Top 5 Strategies for Student Engagement
If the mind of a student is not engaged or interested, understanding of the content will not happen in the class. If the mind and heart of the student ar not in the same place, long term retention of knowledge does not stand a chance.
Here are some strategies or methods that teachers can use in their classrooms.
Excite their Interests
Problem-based learning is an effective tool. Let the kids brainstorm ideas for problems, make them think. Ask them what they love, are afraid of, are curious about, or want to contribute to. Use that to your advantage. Children would love to be involved if the problem would excite their interest.
Project-Based Learning is something that should be encouraged in every classroom. Many researches have shown that when students work hands-on on a project, they learn more and will remember their learnings for a longer period of time. Important concepts can be incorporated through this strategy.
Encourage self-directed learning, freedom to explore new ideas and learn on their own. But also provide checkpoints where students should check-in with you, a peer, a parent, an expert around them, or anyone else that can support them without defeating the autonomy.
Collaboration that is meaningful
Working together by forming groups works wonders. But collaboration is more than simply sitting together, or completing an activity together. For true collaboration lessons must be designed in such a way that a group cannot work without every member coming in to contribute. It may be student to student, student to teacher, student to school collaboration.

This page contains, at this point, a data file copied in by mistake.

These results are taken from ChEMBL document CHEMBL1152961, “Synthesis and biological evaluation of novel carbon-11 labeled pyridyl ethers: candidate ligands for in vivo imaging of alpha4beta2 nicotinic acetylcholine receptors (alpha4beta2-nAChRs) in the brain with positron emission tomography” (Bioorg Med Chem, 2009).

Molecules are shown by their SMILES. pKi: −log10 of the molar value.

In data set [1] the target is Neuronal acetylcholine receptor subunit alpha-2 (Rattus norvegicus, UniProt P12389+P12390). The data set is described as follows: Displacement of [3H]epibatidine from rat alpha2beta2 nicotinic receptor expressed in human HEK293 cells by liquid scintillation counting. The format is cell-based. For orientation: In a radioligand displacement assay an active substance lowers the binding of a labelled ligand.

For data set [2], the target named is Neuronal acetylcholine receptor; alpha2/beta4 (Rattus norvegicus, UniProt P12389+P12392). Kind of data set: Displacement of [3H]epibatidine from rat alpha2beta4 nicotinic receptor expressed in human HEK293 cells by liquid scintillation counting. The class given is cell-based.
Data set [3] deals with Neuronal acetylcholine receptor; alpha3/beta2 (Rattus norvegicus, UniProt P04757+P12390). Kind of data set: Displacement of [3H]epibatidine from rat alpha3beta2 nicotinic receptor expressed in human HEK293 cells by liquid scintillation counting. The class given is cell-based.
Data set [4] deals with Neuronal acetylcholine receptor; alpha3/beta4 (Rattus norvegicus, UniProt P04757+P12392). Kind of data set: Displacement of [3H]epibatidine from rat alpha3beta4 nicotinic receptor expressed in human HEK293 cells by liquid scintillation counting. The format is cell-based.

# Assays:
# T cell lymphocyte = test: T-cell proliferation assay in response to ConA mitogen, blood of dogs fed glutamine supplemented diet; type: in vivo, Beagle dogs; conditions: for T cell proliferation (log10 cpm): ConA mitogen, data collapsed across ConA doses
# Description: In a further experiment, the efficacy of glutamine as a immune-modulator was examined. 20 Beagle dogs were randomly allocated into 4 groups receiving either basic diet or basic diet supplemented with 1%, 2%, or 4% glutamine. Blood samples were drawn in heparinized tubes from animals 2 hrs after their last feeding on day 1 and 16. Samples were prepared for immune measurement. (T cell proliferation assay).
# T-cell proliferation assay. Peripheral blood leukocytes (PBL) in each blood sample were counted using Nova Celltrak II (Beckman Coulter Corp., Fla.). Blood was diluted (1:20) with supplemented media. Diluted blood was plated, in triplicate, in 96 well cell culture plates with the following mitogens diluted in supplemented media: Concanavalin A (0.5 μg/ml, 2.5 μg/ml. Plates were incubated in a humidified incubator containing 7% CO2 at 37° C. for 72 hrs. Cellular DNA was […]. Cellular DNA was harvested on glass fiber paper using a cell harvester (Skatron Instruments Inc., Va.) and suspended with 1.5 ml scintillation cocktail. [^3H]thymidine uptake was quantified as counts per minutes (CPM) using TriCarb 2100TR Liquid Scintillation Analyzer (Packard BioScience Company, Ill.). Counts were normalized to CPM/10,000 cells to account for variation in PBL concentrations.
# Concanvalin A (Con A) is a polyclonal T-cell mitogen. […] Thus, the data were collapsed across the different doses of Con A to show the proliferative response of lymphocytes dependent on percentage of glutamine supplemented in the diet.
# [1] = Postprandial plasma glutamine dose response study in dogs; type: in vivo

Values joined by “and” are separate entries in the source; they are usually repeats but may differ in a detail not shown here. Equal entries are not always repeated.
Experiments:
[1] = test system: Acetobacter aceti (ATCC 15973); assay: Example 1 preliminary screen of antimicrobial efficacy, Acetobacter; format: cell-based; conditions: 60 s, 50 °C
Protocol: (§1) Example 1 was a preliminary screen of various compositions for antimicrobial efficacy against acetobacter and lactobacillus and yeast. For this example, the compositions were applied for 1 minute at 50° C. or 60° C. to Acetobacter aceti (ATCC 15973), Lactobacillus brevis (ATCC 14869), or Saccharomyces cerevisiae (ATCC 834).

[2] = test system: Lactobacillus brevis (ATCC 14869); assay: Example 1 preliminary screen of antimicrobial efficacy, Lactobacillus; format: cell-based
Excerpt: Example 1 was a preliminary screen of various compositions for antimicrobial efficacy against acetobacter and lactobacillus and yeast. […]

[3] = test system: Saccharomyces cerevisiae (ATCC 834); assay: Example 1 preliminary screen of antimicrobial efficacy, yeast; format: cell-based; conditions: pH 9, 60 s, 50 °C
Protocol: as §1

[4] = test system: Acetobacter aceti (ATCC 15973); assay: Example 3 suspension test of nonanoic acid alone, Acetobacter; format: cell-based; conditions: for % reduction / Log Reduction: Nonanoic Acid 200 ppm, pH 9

The teacher-student relationship
A positive and effective student-teacher relationship is crucial in any classroom. A good start to create that is to meet students on their own terms in their area of interest and personalized attention. Students admire teachers who understand them and will listen to them. This can happen only if you develop the relationship, which will ultimately result in an engaging atmosphere in classroom.
We need to truly focus on understanding, and helping students understand the value of the goal they are working towards. Once we achieve that, it can help engage students and also promote a strong student-teacher relationship.
This article is inspired by an article on Teach Thought website. Read the original here.